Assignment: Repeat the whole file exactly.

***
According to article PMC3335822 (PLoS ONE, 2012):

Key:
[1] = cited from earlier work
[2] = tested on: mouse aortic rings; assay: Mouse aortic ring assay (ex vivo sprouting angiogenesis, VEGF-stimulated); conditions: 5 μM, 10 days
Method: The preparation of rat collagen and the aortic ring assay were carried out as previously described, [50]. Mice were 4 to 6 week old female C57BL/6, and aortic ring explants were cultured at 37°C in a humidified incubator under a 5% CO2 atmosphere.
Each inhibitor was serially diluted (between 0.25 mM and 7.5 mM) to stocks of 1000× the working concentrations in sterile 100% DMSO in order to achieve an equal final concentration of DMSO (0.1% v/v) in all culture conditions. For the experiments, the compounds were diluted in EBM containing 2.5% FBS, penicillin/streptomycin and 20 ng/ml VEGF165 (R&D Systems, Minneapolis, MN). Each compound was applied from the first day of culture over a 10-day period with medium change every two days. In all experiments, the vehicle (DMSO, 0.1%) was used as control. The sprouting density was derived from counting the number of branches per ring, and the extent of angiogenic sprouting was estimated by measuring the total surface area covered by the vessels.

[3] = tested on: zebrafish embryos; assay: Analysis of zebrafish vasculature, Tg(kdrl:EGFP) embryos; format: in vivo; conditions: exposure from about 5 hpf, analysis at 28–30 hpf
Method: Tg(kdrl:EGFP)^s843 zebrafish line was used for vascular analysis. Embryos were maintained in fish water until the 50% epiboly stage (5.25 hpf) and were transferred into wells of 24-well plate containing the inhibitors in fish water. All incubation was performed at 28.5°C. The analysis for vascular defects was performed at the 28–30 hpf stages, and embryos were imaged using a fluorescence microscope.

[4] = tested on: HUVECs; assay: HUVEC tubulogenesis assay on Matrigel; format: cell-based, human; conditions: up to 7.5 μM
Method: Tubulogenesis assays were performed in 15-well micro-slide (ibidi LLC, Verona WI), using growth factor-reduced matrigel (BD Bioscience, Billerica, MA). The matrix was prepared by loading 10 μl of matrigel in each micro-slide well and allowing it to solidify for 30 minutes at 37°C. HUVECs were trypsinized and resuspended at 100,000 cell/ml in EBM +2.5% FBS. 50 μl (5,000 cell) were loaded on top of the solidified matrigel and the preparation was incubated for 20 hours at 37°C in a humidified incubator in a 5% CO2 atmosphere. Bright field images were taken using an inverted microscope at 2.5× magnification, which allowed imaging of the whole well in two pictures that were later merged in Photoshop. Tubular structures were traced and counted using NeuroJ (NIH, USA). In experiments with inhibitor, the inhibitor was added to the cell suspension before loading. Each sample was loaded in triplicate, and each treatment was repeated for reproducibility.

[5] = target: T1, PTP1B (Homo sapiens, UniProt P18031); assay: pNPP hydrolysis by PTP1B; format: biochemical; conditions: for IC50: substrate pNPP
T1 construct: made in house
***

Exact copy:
According to article PMC3335822 (PLoS ONE, 2012):

Key:
[1] = cited from earlier work
[2] = tested on: mouse aortic rings; assay: Mouse aortic ring assay (ex vivo sprouting angiogenesis, VEGF-stimulated); conditions: 5 μM, 10 days
Method: The preparation of rat collagen and the aortic ring assay were carried out as previously described, [50]. Mice were 4 to 6 week old female C57BL/6, and aortic ring explants were cultured at 37°C in a humidified incubator under a 5% CO2 atmosphere.
Each inhibitor was serially diluted (between 0.25 mM and 7.5 mM) to stocks of 1000× the working concentrations in sterile 100% DMSO in order to achieve an equal final concentration of DMSO (0.1% v/v) in all culture conditions. For the experiments, the compounds were diluted in EBM containing 2.5% FBS, penicillin/streptomycin and 20 ng/ml VEGF165 (R&D Systems, Minneapolis, MN). Each compound was applied from the first day of culture over a 10-day period with medium change every two days. In all experiments, the vehicle (DMSO, 0.1%) was used as control. The sprouting density was derived from counting the number of branches per ring, and the extent of angiogenic sprouting was estimated by measuring the total surface area covered by the vessels.

[3] = tested on: zebrafish embryos; assay: Analysis of zebrafish vasculature, Tg(kdrl:EGFP) embryos; format: in vivo; conditions: exposure from about 5 hpf, analysis at 28–30 hpf
Method: Tg(kdrl:EGFP)^s843 zebrafish line was used for vascular analysis. Embryos were maintained in fish water until the 50% epiboly stage (5.25 hpf) and were transferred into wells of 24-well plate containing the inhibitors in fish water. All incubation was performed at 28.5°C. The analysis for vascular defects was performed at the 28–30 hpf stages, and embryos were imaged using a fluorescence microscope.

[4] = tested on: HUVECs; assay: HUVEC tubulogenesis assay on Matrigel; format: cell-based, human; conditions: up to 7.5 μM
Method: Tubulogenesis assays were performed in 15-well micro-slide (ibidi LLC, Verona WI), using growth factor-reduced matrigel (BD Bioscience, Billerica, MA). The matrix was prepared by loading 10 μl of matrigel in each micro-slide well and allowing it to solidify for 30 minutes at 37°C. HUVECs were trypsinized and resuspended at 100,000 cell/ml in EBM +2.5% FBS. 50 μl (5,000 cell) were loaded on top of the solidified matrigel and the preparation was incubated for 20 hours at 37°C in a humidified incubator in a 5% CO2 atmosphere. Bright field images were taken using an inverted microscope at 2.5× magnification, which allowed imaging of the whole well in two pictures that were later merged in Photoshop. Tubular structures were traced and counted using NeuroJ (NIH, USA). In experiments with inhibitor, the inhibitor was added to the cell suspension before loading. Each sample was loaded in triplicate, and each treatment was repeated for reproducibility.

[5] = target: T1, PTP1B (Homo sapiens, UniProt P18031); assay: pNPP hydrolysis by PTP1B; format: biochemical; conditions: for IC50: substrate pNPP
T1 construct: made in house